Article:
Clean as a whistle


Results of January’s drug test of 67 Wilfrid Laurier Golden Hawks football players comes back negative

Justin Fauteaux
The Cord (Wilfrid Laurier University)

WATERLOO, Ont. (CUP) — The football players at Wilfrid Laurier University are finally able to breathe a sigh of relief.

In February, a month after Canadian Centre for Ethics in Sport officials tested 67 Golden Hawk football players for performance enhancing drugs, 67 tests came back clean.

“It’s not something that I thought of all the time, but I guess it was something that was always there,” said Laurier manager of football operations and head coach Gary Jeffries regarding the test results.

“It’s such a relief to get the results that I always knew we’d get and I couldn’t be more proud of the team. I’m just so happy for them and now we can put it to bed and move on.”

Canadian Interuniversity Sport football has been in the midst of a crackdown on steroids ever since nine Waterloo Warriors players tested positive last March.

This led the university to make the unprecedented decision to suspend its football program for the season.

Those tests at Waterloo marked the first time that the CCES tested the majority of a single team’s roster during the off-season, previously leaning more heavily upon random unannounced testing of a handful of players from different teams.

However, the Warriors tests were prompted by former Waterloo football players Nathan Zettler and Brandon Krukowski being charged with intent to traffic steroids.

The tests at Laurier were the first truly random, unannounced large-scale tests in recent years. However, there was speculation that the school’s proximity to Waterloo played a role in the decision to test at Laurier.

“Obviously, things got magnified with what happened at [Waterloo], and with us being down the street people may have thought we were connected,” said Hawks wide receiver Shamawd Chambers, who was among the 67 Hawks tested.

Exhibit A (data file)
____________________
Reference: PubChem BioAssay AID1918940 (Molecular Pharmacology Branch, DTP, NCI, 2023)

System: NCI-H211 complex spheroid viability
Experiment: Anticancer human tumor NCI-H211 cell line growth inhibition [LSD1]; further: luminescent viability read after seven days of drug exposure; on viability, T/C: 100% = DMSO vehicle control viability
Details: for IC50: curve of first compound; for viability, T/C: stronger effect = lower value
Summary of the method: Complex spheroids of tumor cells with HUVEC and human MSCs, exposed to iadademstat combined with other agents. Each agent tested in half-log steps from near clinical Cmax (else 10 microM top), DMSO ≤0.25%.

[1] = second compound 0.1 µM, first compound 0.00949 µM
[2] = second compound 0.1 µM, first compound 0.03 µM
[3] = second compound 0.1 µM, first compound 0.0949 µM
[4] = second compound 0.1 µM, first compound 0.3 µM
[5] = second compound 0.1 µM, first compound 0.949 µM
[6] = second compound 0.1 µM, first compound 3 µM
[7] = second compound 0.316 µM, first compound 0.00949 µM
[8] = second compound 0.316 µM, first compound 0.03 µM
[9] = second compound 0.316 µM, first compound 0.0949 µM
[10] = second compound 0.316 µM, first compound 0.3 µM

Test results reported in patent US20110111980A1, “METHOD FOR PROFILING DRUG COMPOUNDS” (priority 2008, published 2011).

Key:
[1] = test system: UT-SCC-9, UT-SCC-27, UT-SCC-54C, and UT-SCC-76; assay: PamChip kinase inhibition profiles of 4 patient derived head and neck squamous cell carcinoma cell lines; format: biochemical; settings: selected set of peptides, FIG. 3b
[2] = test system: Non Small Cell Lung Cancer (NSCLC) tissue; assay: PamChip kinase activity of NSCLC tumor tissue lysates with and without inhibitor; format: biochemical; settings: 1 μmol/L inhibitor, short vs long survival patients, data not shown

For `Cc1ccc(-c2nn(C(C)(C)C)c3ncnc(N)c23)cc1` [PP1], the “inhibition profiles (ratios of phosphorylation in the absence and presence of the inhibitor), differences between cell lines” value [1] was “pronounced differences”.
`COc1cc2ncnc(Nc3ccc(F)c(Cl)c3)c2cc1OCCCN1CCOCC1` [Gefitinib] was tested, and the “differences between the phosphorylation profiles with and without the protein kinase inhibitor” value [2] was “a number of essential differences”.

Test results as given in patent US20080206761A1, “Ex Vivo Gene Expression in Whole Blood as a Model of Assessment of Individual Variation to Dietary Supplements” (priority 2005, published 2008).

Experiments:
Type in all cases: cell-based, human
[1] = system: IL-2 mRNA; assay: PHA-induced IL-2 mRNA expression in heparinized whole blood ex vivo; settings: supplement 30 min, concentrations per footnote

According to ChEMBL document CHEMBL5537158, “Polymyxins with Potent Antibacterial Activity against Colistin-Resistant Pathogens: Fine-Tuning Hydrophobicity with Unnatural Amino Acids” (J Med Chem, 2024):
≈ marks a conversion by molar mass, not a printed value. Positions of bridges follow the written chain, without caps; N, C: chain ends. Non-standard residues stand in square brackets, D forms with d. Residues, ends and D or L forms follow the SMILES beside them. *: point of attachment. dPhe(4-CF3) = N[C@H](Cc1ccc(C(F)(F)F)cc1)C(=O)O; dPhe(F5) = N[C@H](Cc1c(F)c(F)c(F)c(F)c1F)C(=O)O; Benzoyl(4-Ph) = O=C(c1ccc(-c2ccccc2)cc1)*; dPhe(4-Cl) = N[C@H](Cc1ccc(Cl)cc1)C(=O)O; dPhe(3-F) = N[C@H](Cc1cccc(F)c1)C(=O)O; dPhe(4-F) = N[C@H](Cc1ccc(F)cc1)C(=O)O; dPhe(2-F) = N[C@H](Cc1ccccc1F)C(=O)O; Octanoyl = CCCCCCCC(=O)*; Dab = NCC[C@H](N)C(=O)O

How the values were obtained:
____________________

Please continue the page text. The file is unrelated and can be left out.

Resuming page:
“But we aren’t connected at all, we all knew no one in here was on steroids.”

While the pressure of the pending test results could very well have weighed on the Hawks’ minds, according to Chambers, they were never an issue.

“I can’t speak for everyone, but for me I was fine,” he said. “I knew that I wasn’t on anything and I knew that my friends weren’t on anything either. We just wanted to get it over with and move and here we are.”

These drug tests marked the latest in what has become a recurring theme of potential off-field distractions for the Golden Hawks over the past seven months.

From the questions surrounding the late transfers of nine Warriors players in late summer to the eligibility concerns of defensive end David Montoya, which ended up costing the Hawks a win, to the recent news that only one of the nine former Waterloo players will be able to play at Laurier again next year, it has been a rocky time for the Purple and Gold.

“To be honest, a lot of people probably thought we were really stressed out with everything that’s been going on off the field, but all we’ve ever cared about or focused on is football,” Chambers said.

“Football is a stress reliever for me and I’m guessing it is for the 73 other guys on this team, so the best thing we could do was just keep going.”

The University of Calgary confirmed that 60 football players were tested at a team training session two weeks ago, marking the first set of “mass tests” outside the Waterloo region.

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